I suspect that the PearPC development team, and many of the rest of you, have lots of questions for the folks at Maui X-Stream. Please visit my blog posting [edn.com] at EDN's website and suggest general topics for discussion during my interview, along with specific questions that you want me to ask Jim and other company representatives I meet with. I'll report back to Slashdot after the meeting, both here and on my blog.

  • Re:I have (Score:5, Informative)

    by McDutchie (151611) on Thursday April 07, 2005 @10:39AM (#12165244) Homepage
    The fact that no due process has taken place does not mean the license has not been terminated; it just means that such termination has not yet been legally proven. That's not the same thing. The recovation still takes place at the moment of the infraction.

    In other words, if the termination gets legally proven, then the termination has confirmed legal force from the moment of the first infraction of the GPL.

  • by saddino (183491) on Thursday April 07, 2005 @10:40AM (#12165257)
    That was my initial impression as well, but that is clearly not the case. As the developer, Arben Kryesiu has been extremely vocal about his "creation" of CherryOS and has granted many interviews proudly describing his "inspiration" to write CherryOS -- hardly a "fly-by-night" developer who got caught up in a lie and skipped town after delivering a bogus product.

    The "company" that owns CherryOS, Maui-X Stream, has the following in their bio:

    Jim Kartes is the president of Maui-X Stream. He and Arben Kryesiu started the company in the winter of 2003.

    So, this publicity hounding "developer" is a also co-founder of the company, and hence: the company is not an innocent player in all of this.
  • Re:It's Easy (Score:3, Informative)

    by FooBarWidget (556006) on Thursday April 07, 2005 @10:50AM (#12165347)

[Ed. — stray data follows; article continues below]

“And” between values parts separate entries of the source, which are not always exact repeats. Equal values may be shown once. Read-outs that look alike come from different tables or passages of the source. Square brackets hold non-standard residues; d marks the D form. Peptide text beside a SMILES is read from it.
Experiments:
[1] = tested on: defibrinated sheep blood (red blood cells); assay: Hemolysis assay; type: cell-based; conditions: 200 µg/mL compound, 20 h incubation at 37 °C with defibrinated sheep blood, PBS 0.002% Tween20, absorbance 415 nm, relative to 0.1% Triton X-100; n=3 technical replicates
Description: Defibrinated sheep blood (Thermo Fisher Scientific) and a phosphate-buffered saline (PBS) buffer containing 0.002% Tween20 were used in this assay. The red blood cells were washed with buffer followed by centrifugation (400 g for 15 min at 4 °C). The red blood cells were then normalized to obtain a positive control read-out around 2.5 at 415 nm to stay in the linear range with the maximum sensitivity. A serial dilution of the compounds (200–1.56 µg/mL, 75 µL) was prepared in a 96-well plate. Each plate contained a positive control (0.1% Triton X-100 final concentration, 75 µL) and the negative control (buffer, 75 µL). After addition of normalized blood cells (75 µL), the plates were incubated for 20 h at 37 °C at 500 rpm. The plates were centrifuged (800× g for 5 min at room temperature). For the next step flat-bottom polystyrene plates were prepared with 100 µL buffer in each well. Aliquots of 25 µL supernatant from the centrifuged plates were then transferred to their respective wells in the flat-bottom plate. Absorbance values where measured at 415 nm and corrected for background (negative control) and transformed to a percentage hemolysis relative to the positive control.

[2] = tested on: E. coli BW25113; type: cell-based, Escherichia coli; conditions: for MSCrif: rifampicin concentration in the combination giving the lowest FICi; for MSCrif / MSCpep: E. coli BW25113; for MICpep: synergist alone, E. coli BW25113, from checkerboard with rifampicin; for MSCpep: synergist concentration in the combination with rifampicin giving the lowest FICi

- Anaconda installer - open source
    - Kickstart - open source
    - GUI configuration tools - open source
    So which parts are not open source?
  • Re:It's Easy (Score:3, Informative)

    by Ma´djeurtam (101190) on Thursday April 07, 2005 @10:50AM (#12165358) Homepage Journal
    From http://www.centos.org [centos.org]: Prominent North American Enterprise Linux Vendor's Legal Department Targets www.centos.org Website Content

    Read the full release [centos.org]
  • Re:It's Easy (Score:4, Informative)

    by _Sprocket_ (42527) on Thursday April 07, 2005 @11:07AM (#12165485)
    From the linked article:

    The CentOS Team has been contacted by representatives of a Prominent North American Enterprise Linux Vendor's hired legal team regarding the use of said Prominent North American Enterprise Linux Vendor's Trademarks on www.centos.org. (Full Email follows.) While the CentOS team feels we are using the Prominent North American Enterprise Linux Vendor's marks in a fair and legal manner, we have no choice but to eliminate the majority of the Prominent North American Enterprise Linux Vendor's marks that are being used on www.centos.org.

    This is about trademark - not copyright. From Redhat's email to CentOS:

    As you are aware, our client is the owner of rights for numerous trademarks, including but not limited to its famous RED HAT mark and RHEL (collectively, the "RED HAT marks"). ...
    While Red Hat permits others to redistribute the software that constitutes Red Hat Linux, Red Hat does not authorize any person to use the RED HAT marks in association with such redistribution in any fashion, except by express agreement. In this regard, our client is concerned that your use of the RED HAT marks on your web site in this manner is likely to create confusion, mistake and/or deception among consumers with respect to the source, origin, sponsorship or approval of the products sold under your company name.